This article was published in Australian Dictionary of Biography, Volume 7, (MUP), 1979
Thomas Charles Beirne (1860-1949), retailer, was born on 9 July 1860 at Ballymacurly, Roscommon, Ireland, son of John Beirne, farmer, and his wife Catherine, née Callaghan. After scanty education at a near-by Franciscan monastery, then at a National school where he excelled at mathematics, he was apprenticed to his cousin Dominick Owens, a draper in Strokestown; in 1880 he went to Gallagher Bros of Ballina. In March 1881 he joined M. D. Piggott of Tuam, County Galway, who befriended him and persuaded him to migrate to Australia rather than to the United States of America. Beirne sailed for Melbourne on the Lusitania, arriving in February 1884; 'There was no-one to welcome me' he recorded; 'I was a complete stranger in a strange land'. He was quickly employed by Eyre & Sheppard of Carlton, then by Foy & (William) Gibson.
Piggott, who had also migrated, invited Beirne to partnership in Brisbane, and in February 1886 Piggott & Beirne opened a drapery store in Stanley Street, South Brisbane, then a smart shopping area. Beirne married Ann Kavanagh on 11 April 1887 in St Stephen's Cathedral. Of their ten children, only five daughters survived infancy.
After a disastrous fire in the store in January 1889 and dissolution of the partnership in August 1891, Beirne opened a new store in the then unfashionable Fortitude Valley; he was fortunate, for the great flood of 1893 destroyed South Brisbane as a retail centre. Meanwhile he instituted mail-order arrangements. In 1894 a Scot, James McWhirter, became his manager for one year, then partner for three, eventually opening a rival store across the street. Beirne later reflected that the ensuing competition made the Valley the principal shopping area in Brisbane. He opened a branch at Ipswich in 1892 with his brother Michael as manager, and another at Mackay in 1902.
Beirne avoided possible financial damage from the bank crashes of the 1890s by instituting a direct buying scheme with London in 1896; at home he operated through many small accounts in various towns. In 1898 he became an active member of the Brisbane Traders' Association and was president in 1901. He was trusted by the infant Labor Party; in 1898 he moved the vote of confidence in Frank McDonnell, whom he had known in Ireland, and W. G. Higgs as candidates for Fortitude Valley. While visiting Britain in 1905 he was requested by cable to become a member of the Legislative Council; he was appointed on 27 July by the (Sir) Arthur Morgan ministry, and remained a member until the abolition of the council in 1922. He always insisted strongly on his freedom from party ties.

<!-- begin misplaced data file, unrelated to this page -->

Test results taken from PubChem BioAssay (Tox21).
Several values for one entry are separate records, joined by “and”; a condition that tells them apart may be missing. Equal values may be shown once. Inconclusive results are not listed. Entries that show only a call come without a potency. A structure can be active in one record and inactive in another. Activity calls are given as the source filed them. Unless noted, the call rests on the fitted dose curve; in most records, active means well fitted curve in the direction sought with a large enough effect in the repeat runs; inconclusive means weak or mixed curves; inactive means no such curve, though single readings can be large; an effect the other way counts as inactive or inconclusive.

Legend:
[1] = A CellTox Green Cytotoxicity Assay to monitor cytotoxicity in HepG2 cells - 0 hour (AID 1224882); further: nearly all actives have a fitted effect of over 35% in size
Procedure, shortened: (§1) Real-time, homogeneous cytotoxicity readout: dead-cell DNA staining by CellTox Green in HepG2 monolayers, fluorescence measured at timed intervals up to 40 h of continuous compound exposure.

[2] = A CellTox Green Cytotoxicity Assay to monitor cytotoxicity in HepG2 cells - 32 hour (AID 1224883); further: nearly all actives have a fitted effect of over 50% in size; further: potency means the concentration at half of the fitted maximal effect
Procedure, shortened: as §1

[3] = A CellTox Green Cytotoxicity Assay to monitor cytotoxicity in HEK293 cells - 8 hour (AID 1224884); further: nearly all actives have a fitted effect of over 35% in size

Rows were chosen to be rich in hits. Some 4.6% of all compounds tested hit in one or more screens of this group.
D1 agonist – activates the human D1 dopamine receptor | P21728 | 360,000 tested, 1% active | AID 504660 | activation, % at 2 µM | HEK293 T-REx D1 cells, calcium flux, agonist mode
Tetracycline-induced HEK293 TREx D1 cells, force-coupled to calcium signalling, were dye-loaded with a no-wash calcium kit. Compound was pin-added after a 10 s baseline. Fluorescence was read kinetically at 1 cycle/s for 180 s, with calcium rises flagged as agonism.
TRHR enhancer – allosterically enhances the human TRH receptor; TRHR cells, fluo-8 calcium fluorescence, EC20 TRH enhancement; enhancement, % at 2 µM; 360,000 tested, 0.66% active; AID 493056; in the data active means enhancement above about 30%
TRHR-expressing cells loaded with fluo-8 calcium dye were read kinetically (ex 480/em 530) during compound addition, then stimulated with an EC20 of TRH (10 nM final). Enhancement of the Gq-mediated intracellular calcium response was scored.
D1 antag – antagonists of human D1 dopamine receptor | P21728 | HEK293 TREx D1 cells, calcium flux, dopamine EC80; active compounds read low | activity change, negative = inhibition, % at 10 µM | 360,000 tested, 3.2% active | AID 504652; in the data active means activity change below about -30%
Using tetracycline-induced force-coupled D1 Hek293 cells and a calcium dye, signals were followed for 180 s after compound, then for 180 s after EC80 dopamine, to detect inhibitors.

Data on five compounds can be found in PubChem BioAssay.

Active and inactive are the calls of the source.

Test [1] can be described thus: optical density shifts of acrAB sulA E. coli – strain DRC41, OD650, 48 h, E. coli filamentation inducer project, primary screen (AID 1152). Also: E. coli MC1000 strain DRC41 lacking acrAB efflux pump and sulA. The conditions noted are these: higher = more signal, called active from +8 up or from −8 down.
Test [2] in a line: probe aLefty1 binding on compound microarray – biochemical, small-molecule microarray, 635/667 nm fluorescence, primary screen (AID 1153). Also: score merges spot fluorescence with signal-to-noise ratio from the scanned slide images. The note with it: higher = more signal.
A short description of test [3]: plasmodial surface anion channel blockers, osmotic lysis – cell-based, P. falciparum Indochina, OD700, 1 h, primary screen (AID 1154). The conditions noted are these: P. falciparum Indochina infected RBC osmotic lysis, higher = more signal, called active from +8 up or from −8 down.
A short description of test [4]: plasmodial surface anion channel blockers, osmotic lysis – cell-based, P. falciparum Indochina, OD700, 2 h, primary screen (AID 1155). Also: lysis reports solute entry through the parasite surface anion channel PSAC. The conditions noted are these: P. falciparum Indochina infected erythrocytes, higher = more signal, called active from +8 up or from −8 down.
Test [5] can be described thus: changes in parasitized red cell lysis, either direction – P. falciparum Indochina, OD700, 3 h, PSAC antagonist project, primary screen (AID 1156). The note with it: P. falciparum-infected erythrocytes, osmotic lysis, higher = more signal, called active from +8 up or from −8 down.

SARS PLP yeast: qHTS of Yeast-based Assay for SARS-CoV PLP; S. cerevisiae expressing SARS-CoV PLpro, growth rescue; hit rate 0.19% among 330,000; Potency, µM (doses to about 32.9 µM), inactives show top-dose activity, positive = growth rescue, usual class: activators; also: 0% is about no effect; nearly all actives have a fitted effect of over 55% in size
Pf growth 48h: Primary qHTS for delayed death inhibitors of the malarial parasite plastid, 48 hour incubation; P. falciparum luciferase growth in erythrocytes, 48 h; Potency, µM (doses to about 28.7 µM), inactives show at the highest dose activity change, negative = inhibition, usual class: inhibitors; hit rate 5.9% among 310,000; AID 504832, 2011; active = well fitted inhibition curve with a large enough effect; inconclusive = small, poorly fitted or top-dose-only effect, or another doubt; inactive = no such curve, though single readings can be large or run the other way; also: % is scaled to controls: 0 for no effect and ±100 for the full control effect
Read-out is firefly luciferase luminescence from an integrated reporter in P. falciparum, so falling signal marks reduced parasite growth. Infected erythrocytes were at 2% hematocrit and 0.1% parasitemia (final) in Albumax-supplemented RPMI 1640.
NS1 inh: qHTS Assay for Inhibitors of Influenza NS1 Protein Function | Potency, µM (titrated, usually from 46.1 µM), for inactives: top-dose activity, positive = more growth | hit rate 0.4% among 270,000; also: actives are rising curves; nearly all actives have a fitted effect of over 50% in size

Beirne was universally regarded as a good employer and made several attempts to introduce profit-sharing and staff shareholding schemes, but he was bitterly disappointed at the lack of interest and the petty bickering over status. As a successful businessman with an extensive portfolio of shares, he was a welcome addition to many company boards; the first and most controversial was the Brisbane Tramway Co. which he joined about the time of the 1912 general strike. His public appeal for moderation, in a letter to the Brisbane Courier, fell on deaf ears and cooled his relations with the labour movement, but he stayed on the board until the company was bought out by the government. Beirne was also interested in his membership of the Queensland board of the Australian Mutual Provident Society; he was a director in 1916-36, deputy chairman for three years and chairman for seven, and was invited to remain a member for two years after the statutory age for retirement. He was also on the board of the Queensland Trustees, the Atlas Assurance Co. and the British Australian Cotton Association.
Beirne was elected to the Council of the University of Queensland in 1927 and was warden of the university from 1928 until his resignation in 1941. He enjoyed these associations and in 1935, the university's silver jubilee year, he was persuaded to donate £20,000 to establish the T. C. Beirne School of Law rather than bequeath the £10,000 which he had originally intended.
A devout Roman Catholic, he was a close friend and confidant of Archbishop James Duhig. In July 1929 he was awarded a papal knighthood of the Order of St Gregory by Pius XI in recognition of his work for the Church, particularly towards the building of the new Holy Name Cathedral. Throughout his life Beirne helped the Pius XII Regional Seminary, Banyo, and the Mater Misericordiae Hospital, and was also a foundation benefactor of Duchesne College at the university. Accused by an Orange newspaper of sectarianism in 1917, he won £5000 in defamation proceedings. In evidence, he announced that he and his family had voted for conscription.
Beirne's pastimes were mainly connected with his family life and his home, Glengariff, at Hendra, with its beautiful grounds, tennis and croquet courts. He was fond of picnics and Sunday tennis and croquet. At his death Glengariff was given to the Church as a home for the newly appointed coadjutor archbishop.
Beirne retained an active interest in the store until shortly before his death on 21 April 1949. He was buried in Nudgee cemetery. His estate was sworn for probate at £1,251,574 in Queensland and £19,225 in New South Wales, with other assets recorded in Victoria, South Australia, Western Australia and Canada; he was one of the few millionaires in Australia. His estate was left to his family, apart from minor bequests to Catholic educational institutions and some charities.
Carolyn Nolan, 'Beirne, Thomas Charles (1860–1949)', Australian Dictionary of Biography, National Centre of Biography, Australian National University, http://adb.anu.edu.au/biography/beirne-thomas-charles-5186/text8719, published first in hardcopy 1979, accessed online 30 April 2016.
This article was first published in hardcopy in Australian Dictionary of Biography, Volume 7, (MUP), 1979